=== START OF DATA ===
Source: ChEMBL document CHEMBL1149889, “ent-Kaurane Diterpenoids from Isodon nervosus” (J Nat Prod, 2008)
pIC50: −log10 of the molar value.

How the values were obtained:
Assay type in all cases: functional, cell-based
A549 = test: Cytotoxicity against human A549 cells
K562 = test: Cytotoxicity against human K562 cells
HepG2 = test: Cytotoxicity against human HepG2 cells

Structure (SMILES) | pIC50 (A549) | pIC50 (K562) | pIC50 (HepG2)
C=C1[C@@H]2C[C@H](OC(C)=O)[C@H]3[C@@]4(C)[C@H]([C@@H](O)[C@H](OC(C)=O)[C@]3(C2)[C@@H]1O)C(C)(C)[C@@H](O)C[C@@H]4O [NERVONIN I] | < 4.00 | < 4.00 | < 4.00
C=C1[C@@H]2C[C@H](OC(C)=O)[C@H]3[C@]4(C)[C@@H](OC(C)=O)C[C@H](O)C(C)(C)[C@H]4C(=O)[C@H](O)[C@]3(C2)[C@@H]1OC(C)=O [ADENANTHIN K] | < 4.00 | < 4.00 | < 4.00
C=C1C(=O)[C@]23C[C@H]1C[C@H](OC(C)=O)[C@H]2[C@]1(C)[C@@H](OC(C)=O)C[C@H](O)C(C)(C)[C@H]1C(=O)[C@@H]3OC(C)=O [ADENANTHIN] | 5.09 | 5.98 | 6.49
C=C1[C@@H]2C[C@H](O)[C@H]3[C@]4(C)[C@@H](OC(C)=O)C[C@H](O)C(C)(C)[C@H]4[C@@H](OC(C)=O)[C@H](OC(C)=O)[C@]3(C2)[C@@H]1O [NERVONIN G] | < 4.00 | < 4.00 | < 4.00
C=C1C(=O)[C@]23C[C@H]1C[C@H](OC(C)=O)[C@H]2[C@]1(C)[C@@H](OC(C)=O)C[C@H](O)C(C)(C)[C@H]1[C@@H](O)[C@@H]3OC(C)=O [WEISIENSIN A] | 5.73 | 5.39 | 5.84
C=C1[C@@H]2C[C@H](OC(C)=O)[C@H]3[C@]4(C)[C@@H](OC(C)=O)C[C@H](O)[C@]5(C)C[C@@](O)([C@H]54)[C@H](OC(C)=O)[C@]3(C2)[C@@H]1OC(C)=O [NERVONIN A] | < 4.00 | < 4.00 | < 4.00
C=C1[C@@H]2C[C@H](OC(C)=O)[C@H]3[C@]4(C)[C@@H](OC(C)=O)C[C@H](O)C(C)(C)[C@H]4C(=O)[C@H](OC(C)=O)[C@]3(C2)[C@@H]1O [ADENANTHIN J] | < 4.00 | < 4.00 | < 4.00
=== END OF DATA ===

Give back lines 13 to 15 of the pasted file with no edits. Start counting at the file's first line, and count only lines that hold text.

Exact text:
C=C1C(=O)[C@]23C[C@H]1C[C@H](OC(C)=O)[C@H]2[C@]1(C)[C@@H](OC(C)=O)C[C@H](O)C(C)(C)[C@H]1[C@@H](O)[C@@H]3OC(C)=O [WEISIENSIN A] | 5.73 | 5.39 | 5.84
C=C1[C@@H]2C[C@H](OC(C)=O)[C@H]3[C@]4(C)[C@@H](OC(C)=O)C[C@H](O)[C@]5(C)C[C@@](O)([C@H]54)[C@H](OC(C)=O)[C@]3(C2)[C@@H]1OC(C)=O [NERVONIN A] | < 4.00 | < 4.00 | < 4.00
C=C1[C@@H]2C[C@H](OC(C)=O)[C@H]3[C@]4(C)[C@@H](OC(C)=O)C[C@H](O)C(C)(C)[C@H]4C(=O)[C@H](OC(C)=O)[C@]3(C2)[C@@H]1O [ADENANTHIN J] | < 4.00 | < 4.00 | < 4.00